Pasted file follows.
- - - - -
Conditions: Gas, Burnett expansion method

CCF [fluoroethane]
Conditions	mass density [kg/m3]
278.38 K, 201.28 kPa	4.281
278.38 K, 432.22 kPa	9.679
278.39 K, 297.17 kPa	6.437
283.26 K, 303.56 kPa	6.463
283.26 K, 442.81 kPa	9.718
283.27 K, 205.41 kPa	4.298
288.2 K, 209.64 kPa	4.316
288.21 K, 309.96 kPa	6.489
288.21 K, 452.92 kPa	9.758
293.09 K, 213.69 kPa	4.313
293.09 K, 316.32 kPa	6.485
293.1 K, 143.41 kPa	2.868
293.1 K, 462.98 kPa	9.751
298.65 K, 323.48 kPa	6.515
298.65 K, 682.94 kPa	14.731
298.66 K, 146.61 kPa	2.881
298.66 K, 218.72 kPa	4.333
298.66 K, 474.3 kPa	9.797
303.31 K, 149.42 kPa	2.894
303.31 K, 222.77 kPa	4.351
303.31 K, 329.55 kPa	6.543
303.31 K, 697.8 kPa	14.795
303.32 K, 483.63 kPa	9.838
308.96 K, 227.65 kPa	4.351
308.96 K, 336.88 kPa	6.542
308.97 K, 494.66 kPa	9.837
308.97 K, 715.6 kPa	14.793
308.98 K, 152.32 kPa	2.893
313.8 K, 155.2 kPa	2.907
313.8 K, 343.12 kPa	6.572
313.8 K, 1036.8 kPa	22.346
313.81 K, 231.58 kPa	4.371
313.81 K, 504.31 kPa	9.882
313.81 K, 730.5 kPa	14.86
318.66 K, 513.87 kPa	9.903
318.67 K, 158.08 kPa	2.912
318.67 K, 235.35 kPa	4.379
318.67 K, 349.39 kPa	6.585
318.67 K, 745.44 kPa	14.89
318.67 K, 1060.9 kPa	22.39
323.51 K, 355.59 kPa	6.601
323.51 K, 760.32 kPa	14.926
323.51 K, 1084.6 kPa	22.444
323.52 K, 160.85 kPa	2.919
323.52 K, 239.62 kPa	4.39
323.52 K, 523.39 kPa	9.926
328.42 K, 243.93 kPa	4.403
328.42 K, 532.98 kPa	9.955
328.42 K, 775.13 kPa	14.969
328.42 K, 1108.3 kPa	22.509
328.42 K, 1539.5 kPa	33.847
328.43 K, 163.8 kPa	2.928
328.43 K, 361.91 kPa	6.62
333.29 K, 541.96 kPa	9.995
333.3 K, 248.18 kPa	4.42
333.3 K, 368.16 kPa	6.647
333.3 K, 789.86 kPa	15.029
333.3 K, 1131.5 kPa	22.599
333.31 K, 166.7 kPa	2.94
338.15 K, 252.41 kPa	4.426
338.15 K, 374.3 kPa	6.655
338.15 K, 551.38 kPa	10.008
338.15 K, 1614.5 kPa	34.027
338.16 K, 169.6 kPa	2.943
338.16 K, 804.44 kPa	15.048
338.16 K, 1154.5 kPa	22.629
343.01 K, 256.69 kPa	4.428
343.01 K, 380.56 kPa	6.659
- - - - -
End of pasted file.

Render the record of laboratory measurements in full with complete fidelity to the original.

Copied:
Conditions: Gas, Burnett expansion method

CCF [fluoroethane]
Conditions	mass density [kg/m3]
278.38 K, 201.28 kPa	4.281
278.38 K, 432.22 kPa	9.679
278.39 K, 297.17 kPa	6.437
283.26 K, 303.56 kPa	6.463
283.26 K, 442.81 kPa	9.718
283.27 K, 205.41 kPa	4.298
288.2 K, 209.64 kPa	4.316
288.21 K, 309.96 kPa	6.489
288.21 K, 452.92 kPa	9.758
293.09 K, 213.69 kPa	4.313
293.09 K, 316.32 kPa	6.485
293.1 K, 143.41 kPa	2.868
293.1 K, 462.98 kPa	9.751
298.65 K, 323.48 kPa	6.515
298.65 K, 682.94 kPa	14.731
298.66 K, 146.61 kPa	2.881
298.66 K, 218.72 kPa	4.333
298.66 K, 474.3 kPa	9.797
303.31 K, 149.42 kPa	2.894
303.31 K, 222.77 kPa	4.351
303.31 K, 329.55 kPa	6.543
303.31 K, 697.8 kPa	14.795
303.32 K, 483.63 kPa	9.838
308.96 K, 227.65 kPa	4.351
308.96 K, 336.88 kPa	6.542
308.97 K, 494.66 kPa	9.837
308.97 K, 715.6 kPa	14.793
308.98 K, 152.32 kPa	2.893
313.8 K, 155.2 kPa	2.907
313.8 K, 343.12 kPa	6.572
313.8 K, 1036.8 kPa	22.346
313.81 K, 231.58 kPa	4.371
313.81 K, 504.31 kPa	9.882
313.81 K, 730.5 kPa	14.86
318.66 K, 513.87 kPa	9.903
318.67 K, 158.08 kPa	2.912
318.67 K, 235.35 kPa	4.379
318.67 K, 349.39 kPa	6.585
318.67 K, 745.44 kPa	14.89
318.67 K, 1060.9 kPa	22.39
323.51 K, 355.59 kPa	6.601
323.51 K, 760.32 kPa	14.926
323.51 K, 1084.6 kPa	22.444
323.52 K, 160.85 kPa	2.919
323.52 K, 239.62 kPa	4.39
323.52 K, 523.39 kPa	9.926
328.42 K, 243.93 kPa	4.403
328.42 K, 532.98 kPa	9.955
328.42 K, 775.13 kPa	14.969
328.42 K, 1108.3 kPa	22.509
328.42 K, 1539.5 kPa	33.847
328.43 K, 163.8 kPa	2.928
328.43 K, 361.91 kPa	6.62
333.29 K, 541.96 kPa	9.995
333.3 K, 248.18 kPa	4.42
333.3 K, 368.16 kPa	6.647
333.3 K, 789.86 kPa	15.029
333.3 K, 1131.5 kPa	22.599
333.31 K, 166.7 kPa	2.94
338.15 K, 252.41 kPa	4.426
338.15 K, 374.3 kPa	6.655
338.15 K, 551.38 kPa	10.008
338.15 K, 1614.5 kPa	34.027
338.16 K, 169.6 kPa	2.943
338.16 K, 804.44 kPa	15.048
338.16 K, 1154.5 kPa	22.629
343.01 K, 256.69 kPa	4.428
343.01 K, 380.56 kPa	6.659